EGFR mutation testing performed with blood or other liquid sample is a non-invasive method, which can be more widely adopted. Laboratories must get familiar with liquid samples and develop their own protocols to handle these specimens. They can choose appropriate sample tubes, extraction kits, detection methods, and other instruments. They should select the most suitable combination in accordance with their requirements, unless the detection kits indicate specific methods and instruments [31]. Although sensitivity of tissue biopsy is higher than liquid biopsy, both are far from perfection and T790M mutation can be detected only in one of the two methods. Reportedly, allele fraction of T790M mutation tends to correlate with treatment efficacy of osimertinib [33]. Therefore, absence of T790M in tumor tissue while it is detected in plasma might reflect low allele frequency and lead to poor response. Therefore, the two methods are complementary to each other and should be selected according to each patient’s condition (Fig. 1).


Liquid biopsy is a promising method, which is safe and convenient. Before more experiences and data are accumulated, liquid biopsy should be performed with great caution. There are a few steps in liquid biopsy, which can produce false negative or false positive results. Interpretation requires profound knowledge of lung cancer including diagnosis, treatment, and prognosis. However, in debatable cases, discussion between pathologists, physicians, and radiologists is critical. This method will soon play a major role in early diagnosis, monitoring of treatment, and detection of minimal residual disease. Currently, it cannot replace the conventional pretreatment tissue diagnosis [14]. It is important to validate and improve the performance of this technique before it is widely used in clinical practice. Liquid biopsy performed in EGFR has provided a platform for determining gene mutations in KRAS, ALK, PI3CA, and BRAF as well.


Author contributions

Conceptualization: DHS, HSS, TJK, HSP, YLC, WSK, LK, SHC, JSS, HJK, JHH, CHL, GKL, SJJ.

Data curation: DHS.

Formal analysis: DHS, HSS, TJK.

Investigation: DHS, HSP, YLC, WSK, LK.

Methodology: DHS, SHC, JSS, HJK, JHH.

Project administration: JHH, CHL, GKL, SJJ.

Writing—original draft: DHS.

Writing—review & editing: DHS, HSS, TJK, HSP, YLC, WSK, LK, SHC, JSS, HJK, JHH, CHL, GKL, SJJ.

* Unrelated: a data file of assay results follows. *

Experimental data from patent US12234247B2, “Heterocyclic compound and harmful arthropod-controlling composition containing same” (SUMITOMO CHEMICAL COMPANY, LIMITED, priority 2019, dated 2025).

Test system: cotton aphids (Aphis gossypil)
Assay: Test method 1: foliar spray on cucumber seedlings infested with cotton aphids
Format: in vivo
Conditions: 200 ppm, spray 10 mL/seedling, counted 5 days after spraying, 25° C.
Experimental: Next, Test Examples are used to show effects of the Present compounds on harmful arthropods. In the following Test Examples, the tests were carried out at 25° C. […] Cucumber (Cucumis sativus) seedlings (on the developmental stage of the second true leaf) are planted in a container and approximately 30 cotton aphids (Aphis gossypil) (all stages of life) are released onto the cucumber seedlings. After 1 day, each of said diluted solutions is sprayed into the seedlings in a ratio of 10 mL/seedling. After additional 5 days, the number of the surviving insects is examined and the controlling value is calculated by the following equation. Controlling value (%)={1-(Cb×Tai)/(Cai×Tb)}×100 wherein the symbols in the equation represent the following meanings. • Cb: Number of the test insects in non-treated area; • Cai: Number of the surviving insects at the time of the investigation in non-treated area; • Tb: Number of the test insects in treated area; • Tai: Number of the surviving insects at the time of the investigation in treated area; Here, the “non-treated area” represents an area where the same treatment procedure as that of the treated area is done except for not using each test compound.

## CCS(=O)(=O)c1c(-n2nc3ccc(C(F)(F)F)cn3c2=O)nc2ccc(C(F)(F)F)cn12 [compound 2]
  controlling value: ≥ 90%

Conflicts of Interest

The authors declare that they have no potential conflicts of interest.

Fig. 1.
Proposed diagnostic algorithm for the detection of epidermal growth factor receptor (EGFR) T790M mutation. NSCLC, nonsmall cell lung cancer; TKI, tyrosine kinase inhibitor; CTx, chemotherapy.
Table 1.
Comparison of specialized tubes for collection of ctDNA
Company Trade name Volume (mL) Temperature (°C) Storage duration (day)
Streck cfDNA BCT 10 6–37 14
Roche Cell-Free DNA Collection Tube 8.5 18–25 7
Qiagen PAXgene Blood ccfDNA Tube 10 18–25 7

ctDNA, circulating tumor DNA.

Table 2.
Commercially available ctDNA extraction kits
Company Trade name Method Automation
ThermoFisher MagMAX Magnetic beads Semiauto
Promega Maxwell RSC Magnetic beads Semiauto
Roche Cobas Silica membrane Manual
Qiagen QIAamp Silica membrane Semiauto

ctDNA, circulating tumor DNA.

Table 3.
EGFR mutation detection kits in plasma
Company Trade Name Method Detectable mutations
Roche Cobas Real time PCR EX19Del, S768I, T790M, L858R, L861Q, G719X, EX20Ins
Qiagen Therascreen RGQ ARMS Ex19Del, T790M, L858R
Panagene Mutyper PNA clamp EX19Del, S768I, T790M, L858R, L861Q, G719X, EX20Ins
Bio-Rad rimePCR ddPCR Mutation Assay Digital PCR Ex19Del, T790M, L858R, L861Q
Sysmex-Inostics OncoBEAM Digital PCR Ex19Del, T790M, L858R, C797S

EGFR, epidermal growth factor receptor; PCR, polymerase chain reaction; PNA, peptide nucleic acid.

Table 4.
Recommended interpretation of EGFR mutation test from blood
Sensitizing mutation T790M Interpretation
Detected Detected T790M positive: start treatment with third generation TKI
Detected Not detected T790M negative: tissue biopsy recommended
Not detected Detected T790M positive: confirmation is necessary
Not detected Not detected Non-informative: tissue biopsy strongly recommended

EGFR, epidermal growth factor receptor; TKI, tyrosine kinase inhibitor.